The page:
Allan Goldstein, Certified MBSR Teacher, providing MBSR Teacher Training, and MBSR Mentorship is a Senior Advisor on the Leadership Team of the UC San Diego Center for Mindfulness. Allan’s passion for supporting Mindfulness-Based Stress Reduction Teachers through MBSR Training and MBSR Mentorship began in 1993 when he first participated in an MBSR program. Continuing to explore the foundations of MBSR and mindfulness led Allan to training programs offered by the UMass Center for Mindfulness. He established MBSR Programs of Hawaii where he joyfully lived and taught for 14 years. He Joined Dr. Steven Hickman, UC San Diego CFM Founding Director, in 2011 and was a leader in the development of the UCSD CFM Mindfulness-Based Professional Training Institute and MBSR Certification programs. Allan has taught MBSR extensively to groups and individuals in health care, university, Veterans Health Administration, and community settings. Allan’s strong passion, for the valuable teachings found within MBSR, continues through his teaching, professional MBSR Teacher Training programs and practicum intensives which along with mentoring current and future MBSR teachers is now Allan’s dedicated focus of work in the health-care field of mindfulness programs. Website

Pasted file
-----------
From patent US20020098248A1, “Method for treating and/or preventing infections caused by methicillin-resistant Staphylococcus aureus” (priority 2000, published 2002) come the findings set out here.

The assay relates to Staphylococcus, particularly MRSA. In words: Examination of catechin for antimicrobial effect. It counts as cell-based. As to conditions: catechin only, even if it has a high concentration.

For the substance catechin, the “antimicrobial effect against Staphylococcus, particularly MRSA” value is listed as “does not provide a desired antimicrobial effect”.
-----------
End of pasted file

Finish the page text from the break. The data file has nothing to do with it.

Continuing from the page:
Andrea Grabovac, MD, FRCP(C), is a Clinical Associate Professor of Psychiatry at the University of British Columbia. Her psychiatric practice focuses on inpatient psychiatry at Vancouver Hospital and outpatient psycho-oncology at the BC Cancer Agency. Beginning in 2006, she has been facilitating both group and individual mindfulness-based interventions for various clinical populations, including mood disorders, sexual medicine and oncology. In collaboration with Dr. Mark Lau, she developed and continues to facilitate a monthly Mindfulness Based Cognitive Therapy consultation course for MBCT clinicians since 2009. In addition, she supervises psychiatry residents and other mental health clinicians in the provision of MBCT and is an Associate Teacher at 5-day MBCT teacher trainings. Her academic publications explore the clinical relevance of re-contextualizing mindfulness based interventions within Buddhist psychological frameworks. She has a particular interest in the clinical relevance of the progressive development of meditative skills as described in the Theravadan stages of insight. Andrea is a co-investigator on two funded trials investigating MBCT adapted for women, and has co-authored MBCT treatment manuals for treatment of provoked vestibulodynia and low sexual desire in women. She is also an Associate Editor for the journal Mindfulness. She has practiced and studied in the Burmese Theravada Vipassana tradition since 2002. Andrea lives in Vancouver, Canada with her husband and their three children.